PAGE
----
To Catharine Greene1
Philadelphia March 8. 1791
Your letter of the 26th of January did not reach me till the 4th instant, the day after the adjournment of Congress; of course it was impossible that I could obey your wish, by making a report on your Memorial.
But my dear friend, I love you too well not be be very candid with you. I am afraid my report will not promote your interest. I had too much reverence as well as friendship for General Greene, ever to admit any supposition injurious to his fame without a degree of proof of misconduct which I am confident will never be possible. The labouring point therefore in my judgment is this—It does not appear that General Greene gave notice at the time of the engagement, he had entered into, to any of the public departments. In proportion as he stepped aside from the authorised path, it became incumbent upon him to notify the proceeding and assign the reasons. The not having done it opposes a tremendous bar to the claim of indemnification. The precedent of granting such indemnification upon a subsequent disclosure of facts, when the danger of loss had already exploded would be of a most delicate and hazardous kind.
Colonel Wadsworth2 is the only person beside yourself to whom I have hinted this difficulty. He promised to have a search made in the Offices and among General Greenes papers; but has not informed me of the result. I fear it will not have been successful. As far as regards the public Offices my attention shall not be wanting.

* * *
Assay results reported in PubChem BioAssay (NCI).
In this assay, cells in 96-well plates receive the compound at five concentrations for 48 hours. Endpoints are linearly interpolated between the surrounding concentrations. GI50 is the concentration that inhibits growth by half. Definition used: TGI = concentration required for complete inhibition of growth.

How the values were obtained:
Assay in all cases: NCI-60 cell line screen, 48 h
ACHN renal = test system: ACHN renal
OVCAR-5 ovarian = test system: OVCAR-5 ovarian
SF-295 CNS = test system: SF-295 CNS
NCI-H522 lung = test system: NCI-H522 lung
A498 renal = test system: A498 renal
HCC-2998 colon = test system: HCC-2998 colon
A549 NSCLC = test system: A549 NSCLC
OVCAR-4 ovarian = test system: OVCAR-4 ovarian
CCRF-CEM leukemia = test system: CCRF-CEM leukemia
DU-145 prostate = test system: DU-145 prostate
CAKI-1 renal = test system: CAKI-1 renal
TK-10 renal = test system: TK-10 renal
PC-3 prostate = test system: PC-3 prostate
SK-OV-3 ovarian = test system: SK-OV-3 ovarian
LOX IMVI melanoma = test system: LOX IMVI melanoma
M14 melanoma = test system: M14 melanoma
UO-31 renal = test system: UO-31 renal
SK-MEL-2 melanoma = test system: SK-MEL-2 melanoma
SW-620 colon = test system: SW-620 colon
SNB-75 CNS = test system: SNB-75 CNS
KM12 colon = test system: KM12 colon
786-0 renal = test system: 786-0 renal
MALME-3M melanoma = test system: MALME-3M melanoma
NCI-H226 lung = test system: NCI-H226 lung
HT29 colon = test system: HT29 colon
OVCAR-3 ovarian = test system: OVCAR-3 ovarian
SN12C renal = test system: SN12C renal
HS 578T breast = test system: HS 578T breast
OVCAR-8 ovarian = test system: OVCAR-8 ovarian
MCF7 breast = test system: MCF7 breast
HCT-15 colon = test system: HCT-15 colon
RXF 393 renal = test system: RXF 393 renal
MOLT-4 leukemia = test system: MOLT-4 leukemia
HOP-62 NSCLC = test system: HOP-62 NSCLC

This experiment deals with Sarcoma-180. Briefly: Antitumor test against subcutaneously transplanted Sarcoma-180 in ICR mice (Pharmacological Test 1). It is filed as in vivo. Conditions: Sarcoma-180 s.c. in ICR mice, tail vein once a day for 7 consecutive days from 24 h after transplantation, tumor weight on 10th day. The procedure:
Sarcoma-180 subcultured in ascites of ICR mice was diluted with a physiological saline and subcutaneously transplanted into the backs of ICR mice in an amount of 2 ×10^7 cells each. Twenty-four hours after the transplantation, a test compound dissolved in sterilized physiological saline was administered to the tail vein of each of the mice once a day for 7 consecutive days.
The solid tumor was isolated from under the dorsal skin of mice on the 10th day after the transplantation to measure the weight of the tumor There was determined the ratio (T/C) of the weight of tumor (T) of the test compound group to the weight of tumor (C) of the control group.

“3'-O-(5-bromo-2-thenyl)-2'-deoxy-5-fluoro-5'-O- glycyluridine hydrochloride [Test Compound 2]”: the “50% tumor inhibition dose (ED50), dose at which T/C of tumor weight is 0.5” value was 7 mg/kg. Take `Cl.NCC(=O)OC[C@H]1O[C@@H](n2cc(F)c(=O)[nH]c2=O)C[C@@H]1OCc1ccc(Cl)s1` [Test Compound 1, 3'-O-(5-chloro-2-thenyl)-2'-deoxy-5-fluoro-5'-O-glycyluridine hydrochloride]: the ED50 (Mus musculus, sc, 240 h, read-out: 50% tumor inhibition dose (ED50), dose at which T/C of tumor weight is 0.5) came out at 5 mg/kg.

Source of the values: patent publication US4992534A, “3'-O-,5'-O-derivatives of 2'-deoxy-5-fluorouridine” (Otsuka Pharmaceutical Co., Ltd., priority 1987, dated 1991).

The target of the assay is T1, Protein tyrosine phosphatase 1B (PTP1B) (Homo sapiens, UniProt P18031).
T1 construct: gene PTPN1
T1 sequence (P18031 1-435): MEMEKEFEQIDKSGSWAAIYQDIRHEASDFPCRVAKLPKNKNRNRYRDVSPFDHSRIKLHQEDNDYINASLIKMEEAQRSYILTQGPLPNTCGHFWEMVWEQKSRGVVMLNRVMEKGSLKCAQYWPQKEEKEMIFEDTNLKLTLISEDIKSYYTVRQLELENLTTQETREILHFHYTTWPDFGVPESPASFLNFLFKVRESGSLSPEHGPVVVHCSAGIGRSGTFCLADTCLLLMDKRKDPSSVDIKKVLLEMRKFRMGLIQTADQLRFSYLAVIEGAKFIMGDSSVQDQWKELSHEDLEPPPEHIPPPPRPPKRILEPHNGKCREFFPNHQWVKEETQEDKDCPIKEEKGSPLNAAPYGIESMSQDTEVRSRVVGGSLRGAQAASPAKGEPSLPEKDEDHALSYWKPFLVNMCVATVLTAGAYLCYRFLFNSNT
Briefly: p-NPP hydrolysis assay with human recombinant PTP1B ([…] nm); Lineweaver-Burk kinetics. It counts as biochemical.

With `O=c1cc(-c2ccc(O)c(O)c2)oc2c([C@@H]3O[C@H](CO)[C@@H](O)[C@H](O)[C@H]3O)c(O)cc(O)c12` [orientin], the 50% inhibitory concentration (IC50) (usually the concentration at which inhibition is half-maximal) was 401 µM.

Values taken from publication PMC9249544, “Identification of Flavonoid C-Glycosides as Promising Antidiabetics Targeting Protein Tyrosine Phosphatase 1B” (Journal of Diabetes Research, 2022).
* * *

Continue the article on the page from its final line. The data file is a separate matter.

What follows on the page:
You are at liberty to communicate this letter to Mr. E. Rutlege.3 I wish he may be able by proof or argument to obviate the objection I have stated. I should be glad to be convinced that it is not valid, that it is consistent with my duty and reputation to surmount it. It is impossible that I can have stronger motives than I have to view the matter in conformity to your Interests. At the same time I confide in Mr. Rutleges candour that if he sees the point in the same light, [as] I at present do, he will tell you so. For of all things I desire to stand justified in your judgment and feelings.
When shall we have the pleasure of seeing you this way? I need not tell you how much Interest I should take in it; as I am sure you do not doubt the attachment of
Your sincere friend
JCH Transcripts description begins John C. Hamilton Transcripts. These transcripts are owned by Mr. William H. Swan, Hampton Bays, New York, and have been placed on loan in the Columbia University Libraries. description ends .
1. Catharine Greene was the widow of Major General Nathanael Greene. She was petitioning Congress for reimbursement of funds expended by Greene for supplies for the Army during the American Revolution.
2. Jeremiah Wadsworth, a prominent merchant of Hartford, Connecticut. During the Revolution Wadsworth had been commissary general of purchases and was associated with Greene in several speculative enterprises.
3. Edward Rutledge, brother of John Rutledge, was a lawyer, landowner, and politician of South Carolina.